Embryo Freezing (Cryopreservation)
Embryo freezing, or cryopreservation, adds an important dimension to assisted reproduction by:
- Extending the possibility for pregnancy when fresh cycles fail or when couples want additional children after a successful embryo transfer.
- Avoiding many ethical dilemmas by eliminating the need to dispose of embryos.
- Offering an alternative to couples that might transfer too many embryos and risk a multiple gestation pregnancy.
- Avoiding embryo wastage by freezing embryos individually for efficient use.
- Increasing pregnancies per retrieval cycle with normal outcomes by 10-30% more. Many studies have evaluated the children born from frozen embryos. The result has uniformly been positive with no increase in birth defects or development abnormalities.
We define embryo survival based on the number of viable cells in an embryo after thawing. An embryo has “survived” if >50% of the cells are viable. We consider an embryo to “partially survive” if <50% of its cells are viable, and to be “atretic” if all the cells are dead at thaw. Approximately, 65-70% of embryos survive thaw, 10% partially survive, and 20-25% are atretic. Our data suggests that embryos with 100% cell survival are almost as good as embryos never frozen, but only about 30-35% survive in this fashion.
Embryo morphology (appearance of the cells / percentage of fragmentation) is one of the most influential factors for embryo survival. Interestingly, embryos produced from intracytoplasmic sperm injection (ICSI) also seem to survive somewhat better than embryos produced from conventional insemination. The following graph illustrates these points. The embryo grade in the graph goes from worst (3.2) to best (1.0).
Embryos that are 2, 4, or 8 cells when frozen have about 5-10% greater survival than embryos with an odd number of cells. Donor egg embryos have a 2-5% greater survival rate than embryos from infertile women when compared by morphology score.
Pregnancy rates are similarly affected by complex relationships and like embryo survival only 7-10% of the predictive value can be observed and measured. Age is not a significant factor with frozen embryos but fewer older women have frozen embryos. From the approximately 20 factors reviewed, the most important factors predicting pregnancy rates are the number of surviving embryos transferred, the number of 100% surviving embryos transferred, and the morphology scores of the transferred embryos. The delivered pregnancy rates ranged from 5% (a single poor quality embryo) to 36% (4 high quality embryos) when the cycles from 1987 to 2001 were combined.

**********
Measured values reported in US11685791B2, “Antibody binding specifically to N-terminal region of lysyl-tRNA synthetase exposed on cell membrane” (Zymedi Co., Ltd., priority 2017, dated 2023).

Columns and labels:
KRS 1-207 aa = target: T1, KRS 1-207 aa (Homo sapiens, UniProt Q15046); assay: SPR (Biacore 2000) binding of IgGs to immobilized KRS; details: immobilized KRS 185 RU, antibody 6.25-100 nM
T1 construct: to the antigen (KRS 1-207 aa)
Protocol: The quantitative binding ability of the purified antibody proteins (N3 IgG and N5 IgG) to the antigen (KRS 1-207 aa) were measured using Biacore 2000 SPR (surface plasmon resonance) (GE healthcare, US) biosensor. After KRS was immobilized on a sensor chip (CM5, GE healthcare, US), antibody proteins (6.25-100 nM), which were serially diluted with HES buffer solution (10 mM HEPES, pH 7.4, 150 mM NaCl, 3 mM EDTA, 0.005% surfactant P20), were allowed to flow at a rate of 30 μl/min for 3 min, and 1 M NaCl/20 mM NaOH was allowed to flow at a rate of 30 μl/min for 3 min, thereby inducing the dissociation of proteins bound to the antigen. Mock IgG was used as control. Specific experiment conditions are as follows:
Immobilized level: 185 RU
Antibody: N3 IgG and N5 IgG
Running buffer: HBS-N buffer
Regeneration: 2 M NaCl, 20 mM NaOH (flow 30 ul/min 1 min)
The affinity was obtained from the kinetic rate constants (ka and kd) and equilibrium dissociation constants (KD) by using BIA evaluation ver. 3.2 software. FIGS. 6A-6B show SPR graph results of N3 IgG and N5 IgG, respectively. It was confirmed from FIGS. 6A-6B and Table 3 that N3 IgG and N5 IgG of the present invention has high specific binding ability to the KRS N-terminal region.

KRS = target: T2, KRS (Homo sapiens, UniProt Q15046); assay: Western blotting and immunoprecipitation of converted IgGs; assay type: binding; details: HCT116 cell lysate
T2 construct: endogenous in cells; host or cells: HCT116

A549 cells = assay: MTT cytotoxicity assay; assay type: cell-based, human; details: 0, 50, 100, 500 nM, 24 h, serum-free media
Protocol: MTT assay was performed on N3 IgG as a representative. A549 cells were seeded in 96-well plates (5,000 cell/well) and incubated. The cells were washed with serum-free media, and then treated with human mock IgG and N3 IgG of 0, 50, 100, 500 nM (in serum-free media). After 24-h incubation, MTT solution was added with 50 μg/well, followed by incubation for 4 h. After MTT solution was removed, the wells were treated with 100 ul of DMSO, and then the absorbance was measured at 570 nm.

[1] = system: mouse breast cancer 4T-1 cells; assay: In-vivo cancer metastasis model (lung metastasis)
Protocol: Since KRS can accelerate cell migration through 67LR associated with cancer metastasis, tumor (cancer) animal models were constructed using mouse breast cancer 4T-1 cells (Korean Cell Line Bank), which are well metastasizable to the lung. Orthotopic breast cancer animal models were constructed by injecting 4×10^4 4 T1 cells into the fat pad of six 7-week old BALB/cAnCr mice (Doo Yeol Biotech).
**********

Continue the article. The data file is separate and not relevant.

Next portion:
Blastocysts (embryos cultured for 5 days rather than 2-3) are a special case. The embryos are much larger and have special needs with regard to freezing without damage. Many centers have had trouble with blastocyst cryo-survival and pregnancy rates. A new protocol developed in our laboratory and implemented in December 2000 led to a transfer rate of 62% and a 35% pregnancy rate per transfer. This important change now makes blastocyst transfer more appealing since excess blastocysts can be expected to yield pregnancy rates comparable to embryos frozen two to three days after retrieval. Click here to learn more about blastocysts.
Embryo Storage at Fairfax Cryobank
Frozen Embryo Transfer Success Rates
History of Embryo Cryopreservation
Embryo cryopreservation has its roots in the accidental successful cryopreservation of fowl sperm in 1948. Scientists apparently mislabeled the experimental freezing solutions and used glycerol instead of another compound. The glycerol solution was highly effective and its use led to a new branch of science. Subsequently, several solutions have been identified that protect the cells or tissues during the freezing process. Interestingly, cryopreservation of biological material has had its greatest practical impact in the field of reproduction. Cells and tissues freeze successfully and for very long periods of time. The process of freezing cells and tissues involves cryoprotectants that prevent the build up of salts as water crystallizes during freezing. High concentrations of salts and perhaps the ice crystals themselves can mortally wound cells either during freezing or thawing. The cells (embryos in this case) are stored in liquid nitrogen after a controlled freeze by special machinery. Embryo freezing takes several hours while the thaw process takes about 30-45 minutes. Embryos have been successfully thawed after cryopreservation for as many as 13 years. Clinical pregnancies have been reported from embryos stored for 9 years.